Bold and hearty land on top

As vegetables gained star status on menus, something curious happened to salads: They became un-boring. No longer a perfunctory prelude to an entrée, leafy salads are standing tall, sturdy and unapologetically assertive.

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Fueled by diners wanting to eat healthier, greens in salads have expanded beyond romaine, kale and mesclun. Hardier versions with more flavor – from endive and Swiss chard to several members of the radicchio family – are the base or a part of the mix. Supporting ingredients, including vegetables, fruit, protein and cheese, add heft and contrast, while sweet, acidic and salty accents provide a balance of creamy and crunchy elements, so each bite packs a powerful punch.

Leafy greens thrive in cooler weather, so they are more flavorful this time of year. “Late fall radicchio, especially the Castelfranco, are the most delicious,” says Jay Kumar, chef at Lore in Brooklyn, New York.

Because hardier greens aren't staid, they provide more of a creative outlet, resulting in salads just as compelling as any starter. Here are some ways it's all coming together.

Fall for bittersweet

Bitter greens are nutrient-dense and excellent sources of fiber, but it's important to lighten the assertive flavor with sweetness and fat. SPQR in San Francisco serves a brilliant purple insalata rossa of radicchio with several sweet accents; cherries, roasted beets and crunchy spiced pecans with a tangy goat cheese and mulled red wine vinaigrette. “It started with the idea to do something monochromatic,” says Chef Matthew Accarrino. “The sweetness of the cherries, earthiness of the beets, richness of the cheese and bitterness of the radicchio play so well together. We plated it in a playful way to mimic a bird's nest, which I think is perfect for fall.”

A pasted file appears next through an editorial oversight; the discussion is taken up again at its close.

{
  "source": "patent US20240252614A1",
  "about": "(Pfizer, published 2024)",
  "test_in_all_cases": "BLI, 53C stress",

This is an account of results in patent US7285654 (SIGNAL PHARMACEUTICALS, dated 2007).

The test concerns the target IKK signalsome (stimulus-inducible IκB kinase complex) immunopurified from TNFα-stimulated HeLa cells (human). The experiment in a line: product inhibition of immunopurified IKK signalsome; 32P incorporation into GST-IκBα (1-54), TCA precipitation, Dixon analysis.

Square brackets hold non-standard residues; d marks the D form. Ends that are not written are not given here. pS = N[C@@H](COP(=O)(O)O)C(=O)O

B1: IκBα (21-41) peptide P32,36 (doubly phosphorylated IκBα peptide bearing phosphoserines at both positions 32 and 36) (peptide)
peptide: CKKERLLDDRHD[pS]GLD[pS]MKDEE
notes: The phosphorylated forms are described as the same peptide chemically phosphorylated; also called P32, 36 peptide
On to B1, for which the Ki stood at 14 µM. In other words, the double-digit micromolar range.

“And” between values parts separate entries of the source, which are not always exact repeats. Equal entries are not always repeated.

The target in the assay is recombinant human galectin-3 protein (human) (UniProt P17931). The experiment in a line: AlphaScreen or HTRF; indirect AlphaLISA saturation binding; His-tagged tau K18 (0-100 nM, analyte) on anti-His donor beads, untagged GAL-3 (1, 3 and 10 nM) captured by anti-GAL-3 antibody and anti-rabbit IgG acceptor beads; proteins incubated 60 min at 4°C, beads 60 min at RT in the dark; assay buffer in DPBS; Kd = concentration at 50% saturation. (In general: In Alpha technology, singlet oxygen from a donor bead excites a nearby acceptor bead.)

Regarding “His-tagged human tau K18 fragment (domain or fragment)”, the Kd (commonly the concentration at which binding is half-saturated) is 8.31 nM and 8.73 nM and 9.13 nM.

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At RT Lodge in Tennessee, Chef Trevor Stockton looks to soft white wine-poached pears for sweetness to complement red leaf lettuce. Blue cheese dressing provides contrast, while toasted walnuts with rosemary, salt and pepper enhance the nuttiness and tone down the bitterness of the greens. He also has a version with Castelfranco, squash, pistachios and figs, accompanied by a drizzle of honey.

Sometimes it takes a bit of education, even with the savviest diners who say they don't like flavorful greens because of their sharpness. For example, on Che Fico's lnstagram page, the San Francisco restaurant explains that Castelfranco, part of the radicchio family, has an exquisite bitter flavor with sweet undertones, much milder than radicchio di Chioggia, the better-known-purple and white variety. The restaurant offers a similar explanation to diners asking about the perceived bitterness of a dish featuring Castelfranco layered with pickled Hachiya persimmons and Tomales teleeka (a blend of goat, sheep and cow's milk cheese) garnished with toasted hazelnuts and mint.

Say it with citrus